THE COMMON COLD
The common cold is a group of diseases caused by members of the same viral family. It is generally affirmed that the common cold is a mild upper respiratory tract infection. It is different from influenza, acute rhinosinusitis, acute bronchitis, allergic rhinitis and pertussis.
Children get 5-7 episodes per year while adults get 2-3 episodes per year.
There have been over 200 sub types of viruses that cause the common cold. Unfortunately, most of the viruses are capable of re-infection after re-exposure. However, infection with the same or similar agents cause milder infections and are of shorter duration.
Most of the viruses have a seasonal pattern. Influenza incidence tends to be highest in Kenya during a broad wave that mostly corresponds with the southern hemisphere winter, with peaks during wet months: March-April, October-November and cold month of July. Other viruses have certain predilections to crowds such as ain the military barracks, day care and hospital wards.
The majority of cold-inducing viruses are transmitted by hand contact, the droplets can stay viable on human skin for up to 2 hours or on inanimate objects for even longer. The other method of transmission is by droplets in the air from coughing or sneezing. Interestingly, they are unable to live on porous materials such as tissues and handkerchiefs. The time spent and the proximity with an infected person affects the transmission.
Yet to be proven are two myths; one that saliva can transmit a common cold and the second that recirculation air in commercial airplanes increases the risk of transmission of common colds.
The risk factors for acquiring a common cold include exposure to children in day care and conditions that reduce the immune system like stress and sleep disturbances. Contrary to popular belief, cold climate does not cause the common cold. Cigarette smoking and poor nutrition are other known causes of the common cold.
The common features are blocked or runny nose with dry or scratchy throat. Others are fever, headache, body weakness, sneezing and facial pain.
For most people, a cold is self limiting and will last 3-10 days. However, a common cold can complicate and get worse. It may develop into sinusitis or pneumonia, worsen asthmatic attacks or progress to an ear infection.
For children, education to the care giver is paramount. Information on the expected course of the disease and indications for re-evaluation are important. The symptoms of a common cold peak at day 3, and gradually improve over the following 10 -14 days. A cough might linger in a minority of patients but it should resolve in 3-4 weeks. The child should be re-evaluated if there is worsening or persistent of symptoms.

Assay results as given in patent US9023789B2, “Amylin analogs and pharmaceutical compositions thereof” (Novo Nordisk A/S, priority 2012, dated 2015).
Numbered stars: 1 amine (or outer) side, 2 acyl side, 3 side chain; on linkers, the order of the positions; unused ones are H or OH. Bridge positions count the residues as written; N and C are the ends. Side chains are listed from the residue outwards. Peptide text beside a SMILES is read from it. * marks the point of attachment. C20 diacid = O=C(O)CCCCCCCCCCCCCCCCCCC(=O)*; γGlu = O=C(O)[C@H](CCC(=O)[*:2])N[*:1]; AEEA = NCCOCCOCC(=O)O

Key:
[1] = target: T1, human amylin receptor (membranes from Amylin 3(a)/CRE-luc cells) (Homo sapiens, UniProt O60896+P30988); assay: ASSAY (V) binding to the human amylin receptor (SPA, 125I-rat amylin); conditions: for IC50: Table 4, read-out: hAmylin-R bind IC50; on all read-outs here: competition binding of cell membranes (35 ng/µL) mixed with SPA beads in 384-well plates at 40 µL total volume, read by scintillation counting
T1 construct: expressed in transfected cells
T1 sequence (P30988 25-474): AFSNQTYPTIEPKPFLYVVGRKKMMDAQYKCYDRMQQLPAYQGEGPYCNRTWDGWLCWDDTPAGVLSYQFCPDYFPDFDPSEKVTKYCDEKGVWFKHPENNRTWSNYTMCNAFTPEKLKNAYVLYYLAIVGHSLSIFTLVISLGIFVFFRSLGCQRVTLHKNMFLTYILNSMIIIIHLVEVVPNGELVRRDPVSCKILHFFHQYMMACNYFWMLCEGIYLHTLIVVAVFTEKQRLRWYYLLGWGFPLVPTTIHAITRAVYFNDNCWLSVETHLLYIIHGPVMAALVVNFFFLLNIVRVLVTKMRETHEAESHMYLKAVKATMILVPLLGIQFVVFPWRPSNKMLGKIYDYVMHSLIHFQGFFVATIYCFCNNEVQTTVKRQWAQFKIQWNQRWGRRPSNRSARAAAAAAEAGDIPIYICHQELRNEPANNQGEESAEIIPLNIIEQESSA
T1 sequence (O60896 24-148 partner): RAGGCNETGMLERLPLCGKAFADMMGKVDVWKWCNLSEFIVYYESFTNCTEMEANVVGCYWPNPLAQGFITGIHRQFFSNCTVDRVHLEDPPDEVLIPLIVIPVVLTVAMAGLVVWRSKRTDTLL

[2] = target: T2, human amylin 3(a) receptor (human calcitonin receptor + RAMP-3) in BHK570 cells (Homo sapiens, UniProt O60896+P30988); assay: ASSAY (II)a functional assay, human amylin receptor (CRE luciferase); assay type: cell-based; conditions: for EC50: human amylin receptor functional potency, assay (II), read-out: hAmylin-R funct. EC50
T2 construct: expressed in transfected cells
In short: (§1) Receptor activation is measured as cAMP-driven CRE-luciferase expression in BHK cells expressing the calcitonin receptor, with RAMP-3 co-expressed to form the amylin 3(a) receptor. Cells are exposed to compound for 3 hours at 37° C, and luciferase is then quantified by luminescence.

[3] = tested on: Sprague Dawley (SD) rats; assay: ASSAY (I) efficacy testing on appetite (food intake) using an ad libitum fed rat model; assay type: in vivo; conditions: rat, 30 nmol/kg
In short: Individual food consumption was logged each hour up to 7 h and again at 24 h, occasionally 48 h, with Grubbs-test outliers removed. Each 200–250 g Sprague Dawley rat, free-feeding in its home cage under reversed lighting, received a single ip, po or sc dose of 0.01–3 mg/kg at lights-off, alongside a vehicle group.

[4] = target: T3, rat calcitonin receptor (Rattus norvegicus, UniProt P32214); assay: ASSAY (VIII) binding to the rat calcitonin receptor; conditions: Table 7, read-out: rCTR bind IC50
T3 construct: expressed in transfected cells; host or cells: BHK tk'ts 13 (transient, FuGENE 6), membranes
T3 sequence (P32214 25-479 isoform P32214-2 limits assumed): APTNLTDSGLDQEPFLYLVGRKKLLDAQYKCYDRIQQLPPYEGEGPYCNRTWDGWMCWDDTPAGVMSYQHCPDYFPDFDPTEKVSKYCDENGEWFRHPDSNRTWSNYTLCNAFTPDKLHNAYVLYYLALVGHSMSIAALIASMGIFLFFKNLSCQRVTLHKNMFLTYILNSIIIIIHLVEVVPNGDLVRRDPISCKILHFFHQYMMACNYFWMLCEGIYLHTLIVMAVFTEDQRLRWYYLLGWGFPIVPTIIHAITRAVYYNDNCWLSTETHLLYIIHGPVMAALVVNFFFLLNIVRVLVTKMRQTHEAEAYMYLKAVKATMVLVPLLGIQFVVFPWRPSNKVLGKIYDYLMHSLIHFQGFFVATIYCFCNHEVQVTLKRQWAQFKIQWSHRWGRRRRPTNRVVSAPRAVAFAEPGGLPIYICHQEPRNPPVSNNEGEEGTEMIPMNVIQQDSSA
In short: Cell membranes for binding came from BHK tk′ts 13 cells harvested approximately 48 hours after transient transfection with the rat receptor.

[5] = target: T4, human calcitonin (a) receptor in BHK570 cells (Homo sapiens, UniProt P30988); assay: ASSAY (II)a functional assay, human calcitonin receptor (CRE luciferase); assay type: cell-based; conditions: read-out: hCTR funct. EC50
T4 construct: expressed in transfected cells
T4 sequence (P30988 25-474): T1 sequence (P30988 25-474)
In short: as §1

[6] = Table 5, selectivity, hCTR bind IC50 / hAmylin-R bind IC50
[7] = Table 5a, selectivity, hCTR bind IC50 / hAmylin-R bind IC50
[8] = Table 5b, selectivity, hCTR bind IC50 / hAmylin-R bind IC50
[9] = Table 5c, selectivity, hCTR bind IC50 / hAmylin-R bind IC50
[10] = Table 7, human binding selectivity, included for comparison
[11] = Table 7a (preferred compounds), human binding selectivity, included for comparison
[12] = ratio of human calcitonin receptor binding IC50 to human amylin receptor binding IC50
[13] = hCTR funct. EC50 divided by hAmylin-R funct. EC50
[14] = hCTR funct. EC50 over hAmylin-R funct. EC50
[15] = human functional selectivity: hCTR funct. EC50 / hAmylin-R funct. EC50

Supportive care such as maintaining adequate hydration and ingestion of warm fluids are inexpensive and aid to decrease symptoms.
The nasal symptoms are controlled with normal saline drops or sprays as well as a nasal suction bulb. The fever is managed with paracetamol or ibuprofen. The cough, bothersome as it may be to both child and parent, is currently not treated with over the counter medications according to Paediatric associations in USA, Europe, CDC and WHO. A spoonful of honey at night is noted to reduce the frequency and severity of cough. Sore throats can be alleviated with lozenges. Middle ear complaints aren’t addressed until 6 weeks to 3 months have elapsed.
Since the cold is a self-limiting uncomplicated disease, management is geared towards symptom control. Pain killers for the headache, fever, muscle and joint pains and the ear ache. Nasal stuffiness or runny nose can be treated with a decongestant and an antihistamine. The cough may be due to nasal blockage or post nasal drip. Cough medications may help in adults. Despite their continued prescription, there’s no benefit to using antibiotics as the cold is caused primarily by viruses.
Good hand hygiene is imperative in preventing common colds. Activities that increase your immune system like exercise and good sleep also keep the cold at bay. Vitamin C has long been touted as an effective agent for prevention but the science still hasn’t shown any benefit.